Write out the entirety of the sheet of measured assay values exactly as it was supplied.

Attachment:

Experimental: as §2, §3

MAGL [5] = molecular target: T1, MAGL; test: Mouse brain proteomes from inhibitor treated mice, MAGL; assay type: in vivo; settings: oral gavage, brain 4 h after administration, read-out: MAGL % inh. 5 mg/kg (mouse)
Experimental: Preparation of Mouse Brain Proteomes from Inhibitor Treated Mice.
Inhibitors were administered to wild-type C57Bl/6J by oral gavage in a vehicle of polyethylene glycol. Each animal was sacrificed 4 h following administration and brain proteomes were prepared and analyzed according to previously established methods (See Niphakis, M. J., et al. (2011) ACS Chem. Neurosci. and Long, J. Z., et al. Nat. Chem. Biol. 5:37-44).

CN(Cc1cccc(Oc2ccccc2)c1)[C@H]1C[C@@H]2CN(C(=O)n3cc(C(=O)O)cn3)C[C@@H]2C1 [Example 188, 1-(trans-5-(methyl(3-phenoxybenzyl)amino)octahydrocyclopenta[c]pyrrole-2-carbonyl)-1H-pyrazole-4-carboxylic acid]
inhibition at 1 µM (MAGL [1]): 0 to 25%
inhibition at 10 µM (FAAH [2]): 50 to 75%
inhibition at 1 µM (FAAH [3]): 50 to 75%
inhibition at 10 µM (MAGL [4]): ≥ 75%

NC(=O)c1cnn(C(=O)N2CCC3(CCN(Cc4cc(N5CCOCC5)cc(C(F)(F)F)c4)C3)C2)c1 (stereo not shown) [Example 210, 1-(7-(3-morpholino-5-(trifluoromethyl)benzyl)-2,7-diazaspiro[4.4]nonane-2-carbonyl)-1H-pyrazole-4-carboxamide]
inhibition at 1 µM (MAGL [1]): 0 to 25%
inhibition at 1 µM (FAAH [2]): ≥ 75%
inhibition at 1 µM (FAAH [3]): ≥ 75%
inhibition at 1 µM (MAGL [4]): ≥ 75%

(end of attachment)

Experimental: as §2, §3

MAGL [5] = molecular target: T1, MAGL; test: Mouse brain proteomes from inhibitor treated mice, MAGL; assay type: in vivo; settings: oral gavage, brain 4 h after administration, read-out: MAGL % inh. 5 mg/kg (mouse)
Experimental: Preparation of Mouse Brain Proteomes from Inhibitor Treated Mice.
Inhibitors were administered to wild-type C57Bl/6J by oral gavage in a vehicle of polyethylene glycol. Each animal was sacrificed 4 h following administration and brain proteomes were prepared and analyzed according to previously established methods (See Niphakis, M. J., et al. (2011) ACS Chem. Neurosci. and Long, J. Z., et al. Nat. Chem. Biol. 5:37-44).

CN(Cc1cccc(Oc2ccccc2)c1)[C@H]1C[C@@H]2CN(C(=O)n3cc(C(=O)O)cn3)C[C@@H]2C1 [Example 188, 1-(trans-5-(methyl(3-phenoxybenzyl)amino)octahydrocyclopenta[c]pyrrole-2-carbonyl)-1H-pyrazole-4-carboxylic acid]
inhibition at 1 µM (MAGL [1]): 0 to 25%
inhibition at 10 µM (FAAH [2]): 50 to 75%
inhibition at 1 µM (FAAH [3]): 50 to 75%
inhibition at 10 µM (MAGL [4]): ≥ 75%

NC(=O)c1cnn(C(=O)N2CCC3(CCN(Cc4cc(N5CCOCC5)cc(C(F)(F)F)c4)C3)C2)c1 (stereo not shown) [Example 210, 1-(7-(3-morpholino-5-(trifluoromethyl)benzyl)-2,7-diazaspiro[4.4]nonane-2-carbonyl)-1H-pyrazole-4-carboxamide]
inhibition at 1 µM (MAGL [1]): 0 to 25%
inhibition at 1 µM (FAAH [2]): ≥ 75%
inhibition at 1 µM (FAAH [3]): ≥ 75%
inhibition at 1 µM (MAGL [4]): ≥ 75%